Punjab Governor Muhammad Sarwar, who is ex officio chancellor of all the province’s public-sector universities, basically gave in to all the demands of the ex-FATA students from Islamia University Bahwalpur, so as to end their hungerstrike outside Governor’s House, which had lasted 16 days, announcing 1000 scholarships for ex-FATA students till 2027, including 200 girls, as well as the setting up of a Punjab University sub-campus in FATA, as well as a Government College University sub-campus in Gilgit-Baltistan. It seems that the Governor is doing something that should have been done at the time the Federally Administered Tribal Areas was integrated into Khyber Pakhtunkhwa, which was to provide an education to its people. Education may be only part of the benefits for the people of FATA, with healthcare and development also mattering, but it is certainly one of the more important components. Even viewed from the narrow prism of extremism, winning the populace over involves giving them greater educational opportunities.
While Governor Sarwar has made his promises, the next step will be to implement them, and that will involve funding. The project of the PU sub-campus will only begin when the KP government gives the requisite land, and the PU Syndicate approves the project. Setting it up will involve not just funding the building, but providing staff, and even retaining it. The scholarships might seem easier, but apart from the question of how to select such a large number of recipients, the question of getting the funds will arise. The pressure to continue the scholarships beyond the cutoff date can be seen even now, because it is not that far-off.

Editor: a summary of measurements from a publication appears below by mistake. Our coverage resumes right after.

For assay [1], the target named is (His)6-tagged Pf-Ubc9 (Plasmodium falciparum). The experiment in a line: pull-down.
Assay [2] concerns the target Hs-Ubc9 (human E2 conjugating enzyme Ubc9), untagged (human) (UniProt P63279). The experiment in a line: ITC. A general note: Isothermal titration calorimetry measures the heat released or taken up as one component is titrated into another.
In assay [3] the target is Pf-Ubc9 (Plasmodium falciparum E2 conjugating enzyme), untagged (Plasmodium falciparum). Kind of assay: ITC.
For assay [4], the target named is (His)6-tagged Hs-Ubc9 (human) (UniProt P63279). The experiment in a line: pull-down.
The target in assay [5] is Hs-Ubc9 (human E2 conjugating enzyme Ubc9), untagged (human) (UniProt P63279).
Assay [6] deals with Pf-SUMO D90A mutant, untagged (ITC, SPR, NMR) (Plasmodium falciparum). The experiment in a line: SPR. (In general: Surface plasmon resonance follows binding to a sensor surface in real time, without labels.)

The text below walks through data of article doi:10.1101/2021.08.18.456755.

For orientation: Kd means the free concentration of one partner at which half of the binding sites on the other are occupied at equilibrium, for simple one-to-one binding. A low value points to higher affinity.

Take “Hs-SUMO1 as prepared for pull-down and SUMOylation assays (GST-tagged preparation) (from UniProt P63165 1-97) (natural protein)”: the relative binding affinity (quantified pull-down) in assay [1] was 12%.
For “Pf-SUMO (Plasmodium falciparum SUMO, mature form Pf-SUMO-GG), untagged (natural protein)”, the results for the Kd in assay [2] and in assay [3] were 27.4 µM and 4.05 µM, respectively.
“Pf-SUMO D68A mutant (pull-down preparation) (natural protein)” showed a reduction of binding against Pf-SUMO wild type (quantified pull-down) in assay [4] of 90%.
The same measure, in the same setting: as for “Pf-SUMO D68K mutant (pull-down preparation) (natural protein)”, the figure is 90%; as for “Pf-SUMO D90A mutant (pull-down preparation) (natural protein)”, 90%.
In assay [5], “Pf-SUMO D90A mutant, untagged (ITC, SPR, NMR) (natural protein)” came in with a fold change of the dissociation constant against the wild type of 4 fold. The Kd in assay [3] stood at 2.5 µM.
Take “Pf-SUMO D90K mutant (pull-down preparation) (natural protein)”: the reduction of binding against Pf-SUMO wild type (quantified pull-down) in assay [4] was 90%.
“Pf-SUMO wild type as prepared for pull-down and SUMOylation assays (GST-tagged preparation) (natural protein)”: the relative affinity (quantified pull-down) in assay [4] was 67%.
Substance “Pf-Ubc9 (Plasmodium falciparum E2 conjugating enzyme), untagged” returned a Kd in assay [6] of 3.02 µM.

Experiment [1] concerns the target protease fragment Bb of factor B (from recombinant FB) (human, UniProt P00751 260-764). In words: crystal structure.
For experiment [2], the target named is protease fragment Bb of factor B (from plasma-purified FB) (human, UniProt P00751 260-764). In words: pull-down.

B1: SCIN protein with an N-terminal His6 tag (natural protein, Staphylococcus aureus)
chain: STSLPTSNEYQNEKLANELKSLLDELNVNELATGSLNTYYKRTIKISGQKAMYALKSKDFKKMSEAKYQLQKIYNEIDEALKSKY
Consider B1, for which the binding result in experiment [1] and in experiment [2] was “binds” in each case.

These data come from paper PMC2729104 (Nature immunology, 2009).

That the step has been delayed does not mean that it is not welcome. However, it should be remembered that haste makes waste. Other educational needs of the ex-FATA must be examined, and duly fulfilled. The quality of students from the ex-FATA areas depends on the schools, not the universities. Not just the KP government, but the federal government, must not put too much strain on the Punjab government, lest its present willingness to help out an area in need is diluted. Punjab has got plenty of issues of its own, and in the field of education.